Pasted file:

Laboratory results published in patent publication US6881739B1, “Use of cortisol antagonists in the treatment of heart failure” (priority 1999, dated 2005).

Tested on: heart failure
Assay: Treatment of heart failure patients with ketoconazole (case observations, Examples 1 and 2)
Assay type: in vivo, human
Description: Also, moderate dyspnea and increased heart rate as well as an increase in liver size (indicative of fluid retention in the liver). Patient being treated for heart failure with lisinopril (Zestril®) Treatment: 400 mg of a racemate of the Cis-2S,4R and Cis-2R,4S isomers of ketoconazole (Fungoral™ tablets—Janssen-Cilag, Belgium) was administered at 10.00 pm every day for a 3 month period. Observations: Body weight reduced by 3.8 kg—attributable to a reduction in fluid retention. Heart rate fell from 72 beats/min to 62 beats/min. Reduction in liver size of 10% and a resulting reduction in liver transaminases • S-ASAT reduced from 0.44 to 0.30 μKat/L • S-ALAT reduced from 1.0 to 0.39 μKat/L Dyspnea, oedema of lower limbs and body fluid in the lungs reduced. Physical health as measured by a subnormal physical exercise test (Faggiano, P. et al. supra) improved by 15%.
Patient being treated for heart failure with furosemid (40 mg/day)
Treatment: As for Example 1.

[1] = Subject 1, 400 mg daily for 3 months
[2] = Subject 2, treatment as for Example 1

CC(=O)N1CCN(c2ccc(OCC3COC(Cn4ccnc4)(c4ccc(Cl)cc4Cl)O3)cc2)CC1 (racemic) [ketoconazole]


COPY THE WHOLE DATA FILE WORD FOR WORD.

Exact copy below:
Laboratory results published in patent publication US6881739B1, “Use of cortisol antagonists in the treatment of heart failure” (priority 1999, dated 2005).

Tested on: heart failure
Assay: Treatment of heart failure patients with ketoconazole (case observations, Examples 1 and 2)
Assay type: in vivo, human
Description: Also, moderate dyspnea and increased heart rate as well as an increase in liver size (indicative of fluid retention in the liver). Patient being treated for heart failure with lisinopril (Zestril®) Treatment: 400 mg of a racemate of the Cis-2S,4R and Cis-2R,4S isomers of ketoconazole (Fungoral™ tablets—Janssen-Cilag, Belgium) was administered at 10.00 pm every day for a 3 month period. Observations: Body weight reduced by 3.8 kg—attributable to a reduction in fluid retention. Heart rate fell from 72 beats/min to 62 beats/min. Reduction in liver size of 10% and a resulting reduction in liver transaminases • S-ASAT reduced from 0.44 to 0.30 μKat/L • S-ALAT reduced from 1.0 to 0.39 μKat/L Dyspnea, oedema of lower limbs and body fluid in the lungs reduced. Physical health as measured by a subnormal physical exercise test (Faggiano, P. et al. supra) improved by 15%.
Patient being treated for heart failure with furosemid (40 mg/day)
Treatment: As for Example 1.

[1] = Subject 1, 400 mg daily for 3 months
[2] = Subject 2, treatment as for Example 1

CC(=O)N1CCN(c2ccc(OCC3COC(Cn4ccnc4)(c4ccc(Cl)cc4Cl)O3)cc2)CC1 (racemic) [ketoconazole]